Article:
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How Do We Balance Autonomy and Risk for Older Adults?

Finding that balance takes guts, as caregivers often learn


Part of the Transforming Life as We Age Special Report

Georgia Dyson of St. Paul, Minn., died in March after suffering the gradual shrinkage of her world. Through it all, “she always relished her independence,” her daughter Christine Dyson Dahn said.

Over Dyson’s 84 years, her spine twisted in two directions from degenerative scoliosis. She had cataracts, high blood pressure and congestive heart failure. She endured a double bypass heart operation, a mitral valve repair, a pacemaker, two hip replacements, a catheter, a hearing aid, dentures and, as you can imagine, periodic depression.

Despite all of that — and despite some misgivings about Dyson’s safety — family members did whatever they could to support her, insisting at each crossroads that she be allowed to get back to her routines.

“We wanted to respect that fire in her, but we worried about her,” Dahn said. “What if she went out in her wheelchair and got hit by a car?”

The question is not, ‘What do I let her do?,’ but rather, ‘How do I support her?’

— Linda Crandall, Pioneer Network.

Balancing risk and autonomy is one of the toughest things that caregivers do, whether they are professionals or family members. It’s especially difficult when the people they care for cannot advocate for themselves.

Quality of Care or Quality of Life?

Each time Dyson’s health faltered over the years, it whittled away at her autonomy. When she reluctantly moved into assisted living for the first time in 2004, she insisted on cooking her own meals. Eventually facility management put an end to that because she was spilling so much food on the carpet and they worried she would hurt herself.

Yet Dyson never gave up trying. When her family packed her belongings in 2010 for a move to a nursing home, they discovered a corncob in a coffee pot. She had tried to cook the corn that way after losing her kitchen privileges.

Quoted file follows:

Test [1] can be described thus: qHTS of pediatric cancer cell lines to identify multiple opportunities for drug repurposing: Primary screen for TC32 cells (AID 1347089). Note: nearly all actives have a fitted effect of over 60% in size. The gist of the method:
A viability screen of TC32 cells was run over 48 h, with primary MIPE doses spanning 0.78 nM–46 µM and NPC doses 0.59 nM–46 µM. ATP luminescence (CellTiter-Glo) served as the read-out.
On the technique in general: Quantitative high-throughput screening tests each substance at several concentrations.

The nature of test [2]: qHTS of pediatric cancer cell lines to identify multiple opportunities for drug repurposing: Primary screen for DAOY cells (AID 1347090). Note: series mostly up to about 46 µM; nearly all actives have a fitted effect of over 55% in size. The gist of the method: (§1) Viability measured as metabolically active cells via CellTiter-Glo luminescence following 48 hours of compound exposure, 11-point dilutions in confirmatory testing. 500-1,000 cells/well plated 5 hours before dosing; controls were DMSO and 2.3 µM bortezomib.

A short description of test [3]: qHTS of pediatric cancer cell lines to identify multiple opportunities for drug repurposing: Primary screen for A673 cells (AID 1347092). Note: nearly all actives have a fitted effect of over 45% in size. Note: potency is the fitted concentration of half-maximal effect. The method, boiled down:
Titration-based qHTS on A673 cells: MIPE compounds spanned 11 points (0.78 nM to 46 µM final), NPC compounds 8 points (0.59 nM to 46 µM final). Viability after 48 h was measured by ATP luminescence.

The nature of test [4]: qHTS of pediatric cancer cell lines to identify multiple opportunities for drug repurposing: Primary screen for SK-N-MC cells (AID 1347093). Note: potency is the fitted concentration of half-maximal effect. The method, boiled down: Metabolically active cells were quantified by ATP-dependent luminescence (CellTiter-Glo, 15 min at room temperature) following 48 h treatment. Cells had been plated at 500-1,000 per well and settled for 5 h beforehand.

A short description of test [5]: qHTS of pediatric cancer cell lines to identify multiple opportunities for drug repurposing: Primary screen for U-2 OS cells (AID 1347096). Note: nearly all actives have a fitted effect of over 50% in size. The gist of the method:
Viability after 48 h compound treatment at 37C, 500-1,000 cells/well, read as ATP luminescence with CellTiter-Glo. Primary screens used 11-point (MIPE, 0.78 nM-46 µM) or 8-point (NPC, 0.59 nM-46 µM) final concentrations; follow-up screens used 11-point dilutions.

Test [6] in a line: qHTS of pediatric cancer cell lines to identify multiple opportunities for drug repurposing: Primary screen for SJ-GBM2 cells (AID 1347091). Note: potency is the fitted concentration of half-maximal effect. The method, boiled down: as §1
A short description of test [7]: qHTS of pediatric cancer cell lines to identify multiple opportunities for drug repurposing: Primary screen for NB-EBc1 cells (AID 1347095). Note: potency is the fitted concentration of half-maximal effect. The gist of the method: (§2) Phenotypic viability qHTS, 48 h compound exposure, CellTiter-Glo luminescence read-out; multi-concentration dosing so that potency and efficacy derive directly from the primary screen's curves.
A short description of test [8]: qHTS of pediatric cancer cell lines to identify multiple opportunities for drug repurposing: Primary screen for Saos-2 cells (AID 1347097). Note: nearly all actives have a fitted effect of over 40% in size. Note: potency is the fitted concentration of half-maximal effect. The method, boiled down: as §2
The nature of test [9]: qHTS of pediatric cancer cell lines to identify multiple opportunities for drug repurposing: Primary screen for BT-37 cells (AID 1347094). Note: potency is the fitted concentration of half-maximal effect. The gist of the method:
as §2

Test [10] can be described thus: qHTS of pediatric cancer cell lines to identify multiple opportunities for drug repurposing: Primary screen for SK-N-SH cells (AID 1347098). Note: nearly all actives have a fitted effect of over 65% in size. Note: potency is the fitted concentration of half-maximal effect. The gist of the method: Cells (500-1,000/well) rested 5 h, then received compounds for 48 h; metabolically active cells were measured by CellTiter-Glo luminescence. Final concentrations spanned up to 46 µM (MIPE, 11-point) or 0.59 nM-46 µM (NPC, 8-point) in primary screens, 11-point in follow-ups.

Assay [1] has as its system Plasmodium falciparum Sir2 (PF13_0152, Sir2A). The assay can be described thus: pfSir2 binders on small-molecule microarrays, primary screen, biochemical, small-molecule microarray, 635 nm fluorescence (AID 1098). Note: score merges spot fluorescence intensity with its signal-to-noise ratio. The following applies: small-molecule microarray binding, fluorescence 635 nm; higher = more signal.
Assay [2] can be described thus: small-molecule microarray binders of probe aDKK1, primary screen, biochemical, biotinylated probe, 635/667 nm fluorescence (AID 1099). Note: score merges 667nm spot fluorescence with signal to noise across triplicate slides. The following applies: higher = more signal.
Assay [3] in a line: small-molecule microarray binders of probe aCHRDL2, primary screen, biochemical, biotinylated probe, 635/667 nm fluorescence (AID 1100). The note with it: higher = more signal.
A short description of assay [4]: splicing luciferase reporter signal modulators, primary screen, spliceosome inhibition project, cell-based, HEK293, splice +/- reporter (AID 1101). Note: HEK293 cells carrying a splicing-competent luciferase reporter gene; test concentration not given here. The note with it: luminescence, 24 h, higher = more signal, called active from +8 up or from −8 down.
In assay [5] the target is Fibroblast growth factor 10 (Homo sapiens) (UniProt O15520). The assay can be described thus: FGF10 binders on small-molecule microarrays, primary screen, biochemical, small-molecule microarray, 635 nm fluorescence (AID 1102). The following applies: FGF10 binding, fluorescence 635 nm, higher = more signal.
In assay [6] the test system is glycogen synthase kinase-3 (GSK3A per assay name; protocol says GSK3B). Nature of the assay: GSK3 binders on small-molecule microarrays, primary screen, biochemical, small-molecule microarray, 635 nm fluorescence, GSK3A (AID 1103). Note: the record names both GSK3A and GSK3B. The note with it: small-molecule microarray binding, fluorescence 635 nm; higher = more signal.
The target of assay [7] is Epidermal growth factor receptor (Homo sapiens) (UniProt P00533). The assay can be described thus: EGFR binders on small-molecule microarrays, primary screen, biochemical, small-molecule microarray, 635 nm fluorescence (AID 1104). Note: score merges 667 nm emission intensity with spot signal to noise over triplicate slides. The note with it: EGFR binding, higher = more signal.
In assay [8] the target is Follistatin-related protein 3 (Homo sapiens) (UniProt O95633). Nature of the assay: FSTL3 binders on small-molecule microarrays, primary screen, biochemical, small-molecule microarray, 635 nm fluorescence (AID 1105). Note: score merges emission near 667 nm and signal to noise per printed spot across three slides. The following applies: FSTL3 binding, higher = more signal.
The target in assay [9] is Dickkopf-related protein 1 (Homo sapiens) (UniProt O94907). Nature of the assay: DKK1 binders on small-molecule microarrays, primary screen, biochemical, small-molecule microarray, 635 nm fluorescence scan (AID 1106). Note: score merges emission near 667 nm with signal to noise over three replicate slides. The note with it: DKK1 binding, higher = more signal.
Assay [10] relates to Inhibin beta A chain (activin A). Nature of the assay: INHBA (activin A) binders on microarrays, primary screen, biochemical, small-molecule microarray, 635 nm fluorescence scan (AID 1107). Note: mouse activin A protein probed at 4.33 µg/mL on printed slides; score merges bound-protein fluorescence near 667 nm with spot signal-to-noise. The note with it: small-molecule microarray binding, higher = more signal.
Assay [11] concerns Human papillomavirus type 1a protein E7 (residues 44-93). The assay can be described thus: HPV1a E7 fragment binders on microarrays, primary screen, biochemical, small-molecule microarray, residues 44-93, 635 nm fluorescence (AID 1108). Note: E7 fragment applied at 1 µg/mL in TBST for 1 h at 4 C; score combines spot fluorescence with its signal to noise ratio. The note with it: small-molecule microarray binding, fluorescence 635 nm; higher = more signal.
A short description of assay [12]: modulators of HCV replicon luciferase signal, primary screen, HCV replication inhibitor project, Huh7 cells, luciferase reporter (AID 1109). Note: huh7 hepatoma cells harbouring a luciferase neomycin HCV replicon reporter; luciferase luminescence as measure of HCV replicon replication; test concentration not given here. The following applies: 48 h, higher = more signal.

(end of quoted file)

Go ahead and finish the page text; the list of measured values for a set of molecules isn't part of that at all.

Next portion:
Saskia Sivananthan, a consultant with the World Health Organization’s Global Dementia Team, knows what it’s like to suffer the indignities of nursing home living. As a young researcher in 2014, she checked herself into two different nursing homes in Ontario, Canada, for her work on a doctoral thesis. Staff members had instructions to treat her as they would any other resident, following all the standard policies and procedures. What Sivananthan found is that there’s a big difference between quality of care — the focus of many nursing homes — and quality of life.

The realization struck her at breakfast one day. She missed the scheduled mealtime and had to eat in the lounge as a staff member stood by monitoring her every bite lest she choke. The standard protocol made no sense in her case and she was uncomfortable being observed so closely.

“Most nursing homes [in North America] have lunch, dinner and breakfast at a certain time,” said Sivananthan. “You would never do that in your own home.”

Moving Toward Person-Centered Care

Nursing homes in the U.S. and in Canada, where Sivananthan lives, evolved from a medical model, she explained. They document their residents’ well-being with standard health measures. By contrast, she noted, quality of life measures are “notoriously difficult” to assess.

In the United Kingdom and some European nations like Denmark and the Netherlands, the focus is more on personal autonomy, Sivananthan said. The Centers for Medicare and Medicaid Services (CMS) have been moving in that direction as well, stressing what the health care industry calls person-centered care. It boils down to assessing an individual’s needs and desires and incorporating them into a care plan. The receivers of care must be included whenever possible in decision making about their care, even into the stages of moderate dementia.

Difficult behaviors often are a form of communication, Sivananthan said, so caregivers need to assess what triggers the behaviors and then consider whether the environment can be managed, rather than restricting people from what they want to do. She recalled the case of a man who wandered, a common problem for people with dementia. The nursing home staff discovered he’d been a painter. So they set up a room where he could paint whenever he liked, and it satisfied his need for a place to go.

‘There’s Nothing Wrong with Wanting to Be on the Floor’

Credit: Dan Browning
Linda Irgens has advocated for more independence, even though it brings risk for her father, Richard “Papa Dick” Irgens.